Almost a quarter of a million homes and businesses could be unable to reach the legally required minimum national broadband network speed.
An NBN Co report tabled in parliament two days before Christmas showed 98 per cent of all premises were able to hit the minimum legal requirements.
But that leaves two per cent or about 238,000 unable to meet the benchmark.
Telecommunications laws require all Australians to have access to minimum broadband speeds of 25 megabits a second.
The report argues the vast majority of the two per cent not able to reach 25 megabits a second are able to hit 20 megabits a second.
But Labor has pounced on the findings, arguing the research admits decaying copper lines are causing speeds to get worse.
Opposition Leader Anthony Albanese said the coalition's "dud" NBN was suffering from its decision to replace Labor's fibre-to-the-premises plan with a copper-based system.
"With many Australians still working from home while the COVID-19 pandemic continues, the Morrison government's failure to deliver a basic NBN service is a handbrake on Australia's economic recovery," he said.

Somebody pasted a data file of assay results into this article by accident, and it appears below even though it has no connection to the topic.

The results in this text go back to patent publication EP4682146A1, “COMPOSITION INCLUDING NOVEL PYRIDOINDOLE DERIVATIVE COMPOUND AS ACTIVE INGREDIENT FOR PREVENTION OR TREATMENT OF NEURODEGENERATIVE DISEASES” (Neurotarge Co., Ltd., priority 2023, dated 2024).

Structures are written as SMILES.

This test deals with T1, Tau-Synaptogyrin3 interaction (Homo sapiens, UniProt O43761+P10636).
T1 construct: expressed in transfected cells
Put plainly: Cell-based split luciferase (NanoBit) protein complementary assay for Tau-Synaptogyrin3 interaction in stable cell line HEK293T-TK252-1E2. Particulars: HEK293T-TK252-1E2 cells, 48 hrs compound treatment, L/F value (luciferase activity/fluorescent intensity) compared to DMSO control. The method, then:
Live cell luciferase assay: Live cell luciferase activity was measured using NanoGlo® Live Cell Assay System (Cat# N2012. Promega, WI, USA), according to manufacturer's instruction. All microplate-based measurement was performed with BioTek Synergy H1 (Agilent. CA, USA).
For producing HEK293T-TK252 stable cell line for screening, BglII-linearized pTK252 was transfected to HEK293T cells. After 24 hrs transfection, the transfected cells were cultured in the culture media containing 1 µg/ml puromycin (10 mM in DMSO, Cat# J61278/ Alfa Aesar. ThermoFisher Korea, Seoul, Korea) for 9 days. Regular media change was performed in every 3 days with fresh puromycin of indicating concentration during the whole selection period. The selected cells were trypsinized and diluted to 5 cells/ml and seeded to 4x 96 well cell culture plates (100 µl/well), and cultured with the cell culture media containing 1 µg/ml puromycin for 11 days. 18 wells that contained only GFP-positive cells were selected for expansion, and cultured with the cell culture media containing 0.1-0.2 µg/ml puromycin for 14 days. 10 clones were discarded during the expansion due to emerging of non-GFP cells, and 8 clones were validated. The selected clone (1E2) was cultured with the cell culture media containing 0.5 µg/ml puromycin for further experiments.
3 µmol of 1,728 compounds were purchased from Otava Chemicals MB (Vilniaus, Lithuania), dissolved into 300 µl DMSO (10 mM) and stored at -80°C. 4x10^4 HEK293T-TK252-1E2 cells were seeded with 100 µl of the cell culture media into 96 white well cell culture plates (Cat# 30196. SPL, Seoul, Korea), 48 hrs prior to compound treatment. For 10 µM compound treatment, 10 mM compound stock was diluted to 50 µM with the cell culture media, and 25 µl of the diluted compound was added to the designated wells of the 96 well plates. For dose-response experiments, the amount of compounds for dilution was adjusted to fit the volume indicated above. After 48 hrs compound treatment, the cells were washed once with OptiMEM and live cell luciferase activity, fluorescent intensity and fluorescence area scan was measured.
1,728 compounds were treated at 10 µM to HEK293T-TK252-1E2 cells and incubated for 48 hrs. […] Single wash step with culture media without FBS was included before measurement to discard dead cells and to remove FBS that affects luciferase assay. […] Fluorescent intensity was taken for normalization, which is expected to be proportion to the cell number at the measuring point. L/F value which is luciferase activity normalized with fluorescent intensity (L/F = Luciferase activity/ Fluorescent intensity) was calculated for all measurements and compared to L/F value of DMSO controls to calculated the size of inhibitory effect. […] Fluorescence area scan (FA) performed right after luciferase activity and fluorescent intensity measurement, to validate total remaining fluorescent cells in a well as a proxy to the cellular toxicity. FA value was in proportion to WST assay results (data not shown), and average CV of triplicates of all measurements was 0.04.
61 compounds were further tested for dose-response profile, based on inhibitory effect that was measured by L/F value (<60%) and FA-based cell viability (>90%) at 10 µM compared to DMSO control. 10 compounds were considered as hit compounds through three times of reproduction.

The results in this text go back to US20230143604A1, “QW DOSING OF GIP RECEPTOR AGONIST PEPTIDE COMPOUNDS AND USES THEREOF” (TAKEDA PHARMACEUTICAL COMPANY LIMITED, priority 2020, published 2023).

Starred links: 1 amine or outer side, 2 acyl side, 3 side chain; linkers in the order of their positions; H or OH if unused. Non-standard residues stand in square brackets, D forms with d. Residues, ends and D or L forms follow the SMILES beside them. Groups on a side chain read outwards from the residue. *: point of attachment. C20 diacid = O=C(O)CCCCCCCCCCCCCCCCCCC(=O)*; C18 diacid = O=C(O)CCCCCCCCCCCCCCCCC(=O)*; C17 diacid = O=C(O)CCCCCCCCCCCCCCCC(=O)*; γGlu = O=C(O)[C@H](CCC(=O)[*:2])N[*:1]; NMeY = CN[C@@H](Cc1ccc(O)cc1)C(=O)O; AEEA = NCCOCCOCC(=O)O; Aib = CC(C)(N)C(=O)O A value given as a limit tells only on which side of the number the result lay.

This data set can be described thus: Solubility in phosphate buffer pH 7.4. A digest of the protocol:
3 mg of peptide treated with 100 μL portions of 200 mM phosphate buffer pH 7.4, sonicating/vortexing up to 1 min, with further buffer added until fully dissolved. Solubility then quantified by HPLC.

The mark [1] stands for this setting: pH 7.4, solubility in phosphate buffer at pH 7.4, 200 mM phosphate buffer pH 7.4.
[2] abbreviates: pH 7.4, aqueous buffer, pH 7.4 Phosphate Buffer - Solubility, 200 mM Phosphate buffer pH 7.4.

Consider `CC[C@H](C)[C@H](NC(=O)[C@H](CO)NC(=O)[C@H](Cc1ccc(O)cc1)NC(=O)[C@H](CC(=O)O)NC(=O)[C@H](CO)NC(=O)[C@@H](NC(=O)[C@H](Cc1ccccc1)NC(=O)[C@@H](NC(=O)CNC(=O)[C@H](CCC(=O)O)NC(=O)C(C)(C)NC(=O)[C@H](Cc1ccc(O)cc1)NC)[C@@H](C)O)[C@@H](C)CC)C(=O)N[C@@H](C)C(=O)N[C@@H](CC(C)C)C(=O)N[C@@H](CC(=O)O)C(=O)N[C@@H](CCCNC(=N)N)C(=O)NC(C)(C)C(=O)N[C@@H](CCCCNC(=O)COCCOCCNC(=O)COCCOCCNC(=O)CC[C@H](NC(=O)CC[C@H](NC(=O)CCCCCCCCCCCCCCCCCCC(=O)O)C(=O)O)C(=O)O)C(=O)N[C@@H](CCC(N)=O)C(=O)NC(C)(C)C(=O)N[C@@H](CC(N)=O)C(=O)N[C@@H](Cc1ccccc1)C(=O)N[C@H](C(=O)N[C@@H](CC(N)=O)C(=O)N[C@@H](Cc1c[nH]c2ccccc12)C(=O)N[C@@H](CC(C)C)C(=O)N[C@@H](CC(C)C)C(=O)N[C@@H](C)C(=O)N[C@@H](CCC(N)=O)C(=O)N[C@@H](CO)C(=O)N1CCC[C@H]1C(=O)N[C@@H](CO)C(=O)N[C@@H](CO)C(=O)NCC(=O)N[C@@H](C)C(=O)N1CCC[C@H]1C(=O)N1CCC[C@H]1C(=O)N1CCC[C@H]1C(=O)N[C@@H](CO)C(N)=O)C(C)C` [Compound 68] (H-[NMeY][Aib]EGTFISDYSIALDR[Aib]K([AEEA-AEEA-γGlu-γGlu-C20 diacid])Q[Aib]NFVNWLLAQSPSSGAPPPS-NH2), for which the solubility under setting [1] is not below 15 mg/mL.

On the same day the report was tabled in parliament, Communications Minister Paul Fletcher declared the NBN built and fully operational.
"The government also recognises that there is continuing work to enhance the capabilities of the network," he said.
The coalition last year announced a $4.5 billion upgrade to move six million home from copper to ultra-fast fibre connections by 2023.
After coming to power in 2013, the government announced a goal for every home and business to have download rates between 25 and 100 megabits a second by later 2016.
A 2016 statement of expectation directed NBN Co to provide broadband services with a minimum download data rate of 25 megabits.
Australian Associated Press